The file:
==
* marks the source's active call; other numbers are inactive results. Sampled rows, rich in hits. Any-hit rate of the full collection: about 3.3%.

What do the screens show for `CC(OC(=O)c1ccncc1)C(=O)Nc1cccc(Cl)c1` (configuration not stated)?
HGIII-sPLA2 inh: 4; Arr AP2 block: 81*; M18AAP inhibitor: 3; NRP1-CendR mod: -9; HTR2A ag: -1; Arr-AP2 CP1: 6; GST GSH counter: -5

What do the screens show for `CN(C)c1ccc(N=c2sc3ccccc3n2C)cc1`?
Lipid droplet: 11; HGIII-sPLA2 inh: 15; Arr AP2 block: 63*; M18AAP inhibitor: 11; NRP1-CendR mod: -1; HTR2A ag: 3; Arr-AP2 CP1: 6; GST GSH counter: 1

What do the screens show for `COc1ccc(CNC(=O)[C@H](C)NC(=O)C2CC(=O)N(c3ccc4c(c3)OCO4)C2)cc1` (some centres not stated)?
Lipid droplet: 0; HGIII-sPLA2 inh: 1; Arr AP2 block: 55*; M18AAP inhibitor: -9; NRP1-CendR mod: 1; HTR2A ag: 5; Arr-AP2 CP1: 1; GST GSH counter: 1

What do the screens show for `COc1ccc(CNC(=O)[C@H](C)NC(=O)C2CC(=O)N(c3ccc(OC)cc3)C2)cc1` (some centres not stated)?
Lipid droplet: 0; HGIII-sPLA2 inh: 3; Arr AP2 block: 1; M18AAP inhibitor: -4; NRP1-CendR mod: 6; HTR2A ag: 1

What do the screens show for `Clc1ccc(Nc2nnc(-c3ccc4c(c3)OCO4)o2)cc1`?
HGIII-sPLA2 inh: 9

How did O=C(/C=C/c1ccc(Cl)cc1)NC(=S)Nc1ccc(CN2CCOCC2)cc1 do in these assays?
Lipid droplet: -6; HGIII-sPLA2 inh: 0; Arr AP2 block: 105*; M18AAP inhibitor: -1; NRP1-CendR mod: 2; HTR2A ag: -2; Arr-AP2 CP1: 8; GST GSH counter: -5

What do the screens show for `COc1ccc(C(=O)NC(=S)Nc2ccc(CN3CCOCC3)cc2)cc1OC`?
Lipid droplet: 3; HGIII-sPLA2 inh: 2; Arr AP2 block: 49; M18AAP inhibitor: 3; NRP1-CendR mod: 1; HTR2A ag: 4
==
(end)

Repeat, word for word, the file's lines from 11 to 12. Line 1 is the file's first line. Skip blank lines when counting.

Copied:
HGIII-sPLA2 inh: 9

How did O=C(/C=C/c1ccc(Cl)cc1)NC(=S)Nc1ccc(CN2CCOCC2)cc1 do in these assays?